Sadly, there are no medications that can cure IPF or undo its damage to the lung. But there is good news. Two medications can slow the speed of scarring in the lungs for people with IPF. And there are some things you can do to help stay healthy.
Anti-Scarring (anti-fibrotic) medicines
Pirfenidone and nintedanib are the only two anti-scarring medications approved by Health Canada to treat IPF. Both slow the disease. Both have side effects.
- Some people who take pirfenidone have upset stomach. Some have skin rash, especially if they are in the sun.
- Some people who take nintedanib have diarrhea. Some have upset stomach.
You will want to work with your health care team to decide which one is best for you. The decision will be based on your needs, your lung health and other medications you might be taking.
There are other medicines that you might hear about for IPF. Some are used during a flare up of symptoms. Others have little benefit so are rarely if ever used.
- Corticosteroid pills (for example, Prednisone©) work by calming your immune system. This can lessen the swelling in your lungs during a flare-up of IPF.
- You may be given it during a flare-up of your symptoms.
- Corticosteroids can be harmful in patients with IPF that have scarring that is permanent or slowly worsening. They have many side effects when taken for long periods of time.
- N-Acetylcysteine pills or inhalation mist (for example, NAC, Mucomyst©) is an antioxidant. It was used in patients with IPF.
- A large clinical trial published in May 2014 showed that NAC does not slow the worsening of IPF. Side effects of these medicines include nausea and vomiting.
- It is not recommended to treat IPF.
Ask your healthcare team if you have questions about any medications you are taking or are curious about. They can help you make the best decisions for your health.
Antioxidant: something that prevents or slows cell damage caused by “free radicals”, or unstable atoms. The body makes free radicals to help fight infection or other causes of damage.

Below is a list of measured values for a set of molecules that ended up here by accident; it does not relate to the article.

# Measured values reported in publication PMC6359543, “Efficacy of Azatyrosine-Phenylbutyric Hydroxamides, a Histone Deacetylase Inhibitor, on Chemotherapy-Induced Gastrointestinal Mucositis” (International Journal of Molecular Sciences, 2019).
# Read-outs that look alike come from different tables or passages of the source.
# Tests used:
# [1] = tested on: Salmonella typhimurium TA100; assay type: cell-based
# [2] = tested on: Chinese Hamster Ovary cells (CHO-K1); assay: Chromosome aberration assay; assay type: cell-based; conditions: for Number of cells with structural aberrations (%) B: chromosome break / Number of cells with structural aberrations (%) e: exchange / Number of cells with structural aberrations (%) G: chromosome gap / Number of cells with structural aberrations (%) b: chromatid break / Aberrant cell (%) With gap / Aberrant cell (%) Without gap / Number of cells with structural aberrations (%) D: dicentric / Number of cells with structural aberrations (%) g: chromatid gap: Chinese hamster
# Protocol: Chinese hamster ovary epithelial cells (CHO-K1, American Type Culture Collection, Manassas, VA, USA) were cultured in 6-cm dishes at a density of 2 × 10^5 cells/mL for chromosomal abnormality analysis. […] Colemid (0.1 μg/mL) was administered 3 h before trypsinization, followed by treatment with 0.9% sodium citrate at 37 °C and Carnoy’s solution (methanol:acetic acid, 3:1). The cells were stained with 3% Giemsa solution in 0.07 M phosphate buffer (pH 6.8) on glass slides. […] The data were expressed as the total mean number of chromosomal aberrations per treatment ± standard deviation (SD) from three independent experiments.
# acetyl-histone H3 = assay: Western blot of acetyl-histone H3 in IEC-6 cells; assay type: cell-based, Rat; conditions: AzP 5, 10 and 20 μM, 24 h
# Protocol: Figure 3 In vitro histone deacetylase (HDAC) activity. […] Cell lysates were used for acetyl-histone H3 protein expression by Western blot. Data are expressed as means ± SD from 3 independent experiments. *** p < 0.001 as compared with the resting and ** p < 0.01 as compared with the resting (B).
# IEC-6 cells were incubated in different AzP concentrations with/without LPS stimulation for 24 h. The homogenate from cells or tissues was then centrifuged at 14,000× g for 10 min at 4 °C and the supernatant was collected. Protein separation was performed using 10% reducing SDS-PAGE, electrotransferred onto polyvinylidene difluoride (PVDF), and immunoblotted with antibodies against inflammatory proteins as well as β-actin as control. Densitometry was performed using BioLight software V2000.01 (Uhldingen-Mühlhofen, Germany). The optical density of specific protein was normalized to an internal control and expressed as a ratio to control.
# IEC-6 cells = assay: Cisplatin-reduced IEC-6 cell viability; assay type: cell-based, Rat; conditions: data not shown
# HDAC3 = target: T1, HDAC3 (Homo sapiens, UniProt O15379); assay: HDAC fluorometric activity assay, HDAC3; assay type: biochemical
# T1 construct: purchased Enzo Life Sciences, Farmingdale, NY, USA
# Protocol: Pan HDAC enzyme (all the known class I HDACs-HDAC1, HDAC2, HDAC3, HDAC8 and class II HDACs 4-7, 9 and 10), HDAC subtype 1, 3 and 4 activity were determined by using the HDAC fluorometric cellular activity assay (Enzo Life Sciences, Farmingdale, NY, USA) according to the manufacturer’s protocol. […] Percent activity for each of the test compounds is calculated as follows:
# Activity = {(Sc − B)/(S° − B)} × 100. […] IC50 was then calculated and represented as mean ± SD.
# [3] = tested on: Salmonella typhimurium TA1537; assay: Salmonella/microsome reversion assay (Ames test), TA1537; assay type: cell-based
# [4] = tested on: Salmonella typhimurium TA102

Pulmonary rehabilitation is an exercise and education program designed for people with lung disease. A pulmonary rehabilitation program can help you:
- Breathe in a way to help you manage your day-to-day activities.
- Exercise so you have more energy to do the things important to you.
- Learn how to cope with IPF from other people with lung disease.
Pulmonary rehabilitation programs in Canada are usually meant for people with COPD. Most can take patients with IPF but there might be a wait list.
Speak with your healthcare team about pulmonary rehabilitation.
The scarring in your lungs can prevent oxygen from being absorbed into your body. Low oxygen levels can make you feel short of breath and tired. If your blood oxygen levels are too low, your doctor may prescribe home oxygen therapy. Oxygen therapy can help you be less breathless so you can:
- Feel less tired.
- Do more things important to you.
- Sleep better.
There is testing needed to find out if oxygen therapy is needed for you. This might mean a special blood test or a walking test with a probe that measures your oxygen levels while you walk. Some people with IPF need oxygen all the time. Others only need it for exercise or sleeping.
Oxygen is in the air we breathe. You need a certain amount in your blood to be healthy. Some people might worry they will become addicted to their oxygen therapy. But this cannot happen. Like other medicines, it helps your body work best, and you feel better.
Oxygen therapy is not for everyone with IPF. But for those people who have very low blood oxygen levels, it can make a big difference in their lives.
Lung transplant is not right for everyone, but it may be an option for some people. It is important to work with your health care team to see if lung transplant is an option for you.
There is a wait list for people who qualify for a lung transplant. The wait can be long, and the surgery can be risky. People who get transplants must take several anti-rejection medicines for the rest of their lives.
Lung transplants are only done is specialized hospitals. For a list of hospitals in your province click here.
Anti-rejection medicines: medicines that help keep your immune system from seeing the new lungs as a ‘foreign agent’. If people with transplants do not take these medicines, their body will attack the new lungs. This is called rejection.
Reviewed by the Canadian Thoracic Society's Pulmonary Fibrosis Clinical Assembly